Canadian fintech company goeasy (goeasy Stock Quote Charts News Analysts Financials TSX:GSY) has gone nowhere but up over the past 12 months, but the ride ain’t done yet. That’s according to Jordan Zinberg of Bedford Park Capital who just named goeasy one of his Top Picks for the year ahead.
“Goeasy is a Canadian specialty lender,” says Zinberg, President and CEO at Bedford, who spoke on BNN Bloomberg on Monday. “They originate loans through over 400 physical locations, online and through various channel partners including point-of-sale.
“This loan book has grown from $30 million to $1.8 billion over the last ten years, and management came out with guidance towards a $3 billion loan receivable by 2023,” he said.
Leasing and lending business goeasy, with its brands easyhome, easyfinancial and LendCare, just reported a bang-up quarter earlier this month, showing a year-over-year revenue increase of 43 per cent to $165 million, with net income of $19.5 million compared to $32.5 million a year earlier. Goeasy’s EBITDA for the second quarter was $62.5 million compared to $65.0 million a year earlier.
Goeasy said the quarter saw increases in loan originations ($379 million, up 122 per cent from a year ago), strong results from credit performance as well as point-of-sale lending through recently acquired LendCare, which boosted consumer loans to a record $202 million for the quarter and led to the higher overall topline.
On the quarter, President and CEO Jason Mullins said, “As we have now entered a period of accelerated growth, revenues lifted 34 per cent, while adjusted diluted earnings per share rose 38 per cent. To support our future growth, we were also pleased to announce a $400 million increase to our securitization facility, supplemented by a material pricing reduction to a variable coupon rate of approximately 2.3 per cent.”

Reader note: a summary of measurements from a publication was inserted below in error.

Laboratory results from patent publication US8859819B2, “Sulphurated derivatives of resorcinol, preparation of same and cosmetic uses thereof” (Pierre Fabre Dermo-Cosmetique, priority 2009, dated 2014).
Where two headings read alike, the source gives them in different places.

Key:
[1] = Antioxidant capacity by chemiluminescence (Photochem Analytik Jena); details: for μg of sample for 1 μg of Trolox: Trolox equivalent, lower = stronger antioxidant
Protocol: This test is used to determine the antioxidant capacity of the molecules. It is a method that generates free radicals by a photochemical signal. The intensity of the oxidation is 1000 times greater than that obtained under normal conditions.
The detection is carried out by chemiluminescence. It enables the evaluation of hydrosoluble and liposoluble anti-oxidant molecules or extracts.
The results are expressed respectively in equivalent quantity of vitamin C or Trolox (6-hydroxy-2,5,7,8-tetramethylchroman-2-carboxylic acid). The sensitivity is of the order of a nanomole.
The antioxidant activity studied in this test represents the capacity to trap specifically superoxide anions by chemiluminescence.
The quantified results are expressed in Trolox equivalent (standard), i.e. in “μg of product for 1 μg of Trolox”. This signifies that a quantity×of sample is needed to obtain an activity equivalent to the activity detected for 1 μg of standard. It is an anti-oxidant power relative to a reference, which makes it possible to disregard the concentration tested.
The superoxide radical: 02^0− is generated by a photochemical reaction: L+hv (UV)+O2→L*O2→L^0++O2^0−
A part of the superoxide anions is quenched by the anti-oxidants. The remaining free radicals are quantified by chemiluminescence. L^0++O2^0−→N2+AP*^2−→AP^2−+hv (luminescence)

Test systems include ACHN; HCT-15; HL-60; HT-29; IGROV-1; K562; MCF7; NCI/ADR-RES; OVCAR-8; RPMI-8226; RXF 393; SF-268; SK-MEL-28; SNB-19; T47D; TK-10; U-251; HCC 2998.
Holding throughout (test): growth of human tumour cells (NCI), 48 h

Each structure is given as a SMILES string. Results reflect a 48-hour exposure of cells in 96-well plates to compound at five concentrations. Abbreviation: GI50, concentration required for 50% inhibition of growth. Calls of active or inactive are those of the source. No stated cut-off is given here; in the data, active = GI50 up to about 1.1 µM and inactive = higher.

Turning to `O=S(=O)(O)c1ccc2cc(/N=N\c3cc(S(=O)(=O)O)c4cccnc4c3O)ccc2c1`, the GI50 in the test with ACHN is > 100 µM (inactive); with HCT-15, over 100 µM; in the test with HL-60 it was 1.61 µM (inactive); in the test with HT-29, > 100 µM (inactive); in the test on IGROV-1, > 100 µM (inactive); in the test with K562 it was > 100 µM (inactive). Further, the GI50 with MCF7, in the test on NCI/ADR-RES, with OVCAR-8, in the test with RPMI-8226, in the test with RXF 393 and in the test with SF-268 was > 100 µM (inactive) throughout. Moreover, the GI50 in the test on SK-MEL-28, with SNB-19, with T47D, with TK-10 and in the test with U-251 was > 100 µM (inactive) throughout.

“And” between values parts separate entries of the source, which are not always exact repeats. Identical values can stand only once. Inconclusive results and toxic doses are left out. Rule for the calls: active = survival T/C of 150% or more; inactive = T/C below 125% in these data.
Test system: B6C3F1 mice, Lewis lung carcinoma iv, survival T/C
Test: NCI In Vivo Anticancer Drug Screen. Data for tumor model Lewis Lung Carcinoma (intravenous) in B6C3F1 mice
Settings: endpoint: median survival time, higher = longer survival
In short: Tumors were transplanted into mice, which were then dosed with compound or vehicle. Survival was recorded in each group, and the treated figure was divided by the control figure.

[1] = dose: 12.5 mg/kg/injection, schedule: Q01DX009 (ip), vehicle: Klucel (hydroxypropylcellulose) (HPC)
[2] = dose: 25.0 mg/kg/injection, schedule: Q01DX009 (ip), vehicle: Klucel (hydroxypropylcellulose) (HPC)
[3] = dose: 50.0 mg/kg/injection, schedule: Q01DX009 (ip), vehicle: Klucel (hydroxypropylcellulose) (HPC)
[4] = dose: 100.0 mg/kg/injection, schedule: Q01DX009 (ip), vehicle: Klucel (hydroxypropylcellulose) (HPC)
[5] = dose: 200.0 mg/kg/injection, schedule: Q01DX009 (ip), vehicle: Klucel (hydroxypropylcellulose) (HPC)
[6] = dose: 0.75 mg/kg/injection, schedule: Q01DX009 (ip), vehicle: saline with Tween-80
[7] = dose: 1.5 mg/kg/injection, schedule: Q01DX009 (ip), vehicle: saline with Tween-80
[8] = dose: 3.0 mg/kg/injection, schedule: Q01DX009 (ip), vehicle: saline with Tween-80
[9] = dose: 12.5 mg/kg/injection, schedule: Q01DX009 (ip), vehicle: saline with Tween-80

Goeasy, with a $3 billion market cap and supported by a dividend currently sitting at a 1.4 per cent yield, has seen its share price take off over the past 12 months. The stock has gone from about $60 per share to now $180, making for a clear triple in a one-year time span.
But there’s likely more where that came from, according to Zinberg.
“It’s not as cheap as it was maybe six or 12 months ago when you could have bought it in the COVID lows for four times earnings, believe it or not,” said Zinberg. “It’s trading right around 14 times this year and 12 times next year.”
“[Goeasy has] consistently high return on equity, an excellent management team, fantastic margins. I think you’re going to see nothing but sunny skies ahead for goeasy,” he said.
“I think this is the top financial stock to own in Canada — no disrespect to our phenomenal Canadian banks, but in addition to your banks, I think investors should take a look at goeasy because this stock is a very easy way in my view to make 20 per cent plus a year,” Zinberg said.
The addition of LendCare to goeasy’s stable has been a crucial development for the company, allowing goeasy to expand its product range and POS platform. Closed in April of this year, Mullins said the LendCare buy represents a major milestone in his company’s aim to be “the leading provider of non-prime consumer credit in Canada.”
“By widening our range of near-prime products and adding new industry verticals to our point-of-sale lending channel, we accelerate our growth and expand our addressable portion of the $200 billion non-prime consumer credit market,” said Mullins in a press release. “Of equal importance, it enables the organization to continue pursuing its strategy of helping everyday Canadians access credit, while gradually reducing their cost of borrowing and putting them on a path to a better financial future.”
Also with the second quarter results, goeasy announced an increase in its existing revolving credit facility to $600 million from its current $200 million capacity, underwritten by National Bank Financial through a new three-year agreement.
Management provided updated guidance, as well, calling for the company to hit full 2021 revenue growth of between 24 and 27 per cent, followed by 17 to 20 per cent in 2022 and 12 to 15 per cent in 2023. Adjusted Return on Equity is forecasted to be over 22 per cent for all three years, while the company’s gross loan receivable portfolio is expected to hit between $1.95 and $2.05 billion by the end of 2021, between $2.35 and $2.55 billion by the end of 2022 and between $2.8 and $3.0 billion by the end of 2023.
“With the economic recovery underway, the launch of our new auto loan product and the rapid expansion of our point-of-sale platform, we expect the growth of our portfolio to accelerate as we capture a larger share of the $200 billion non-prime consumer credit market,” said Mullins in the second quarter press release.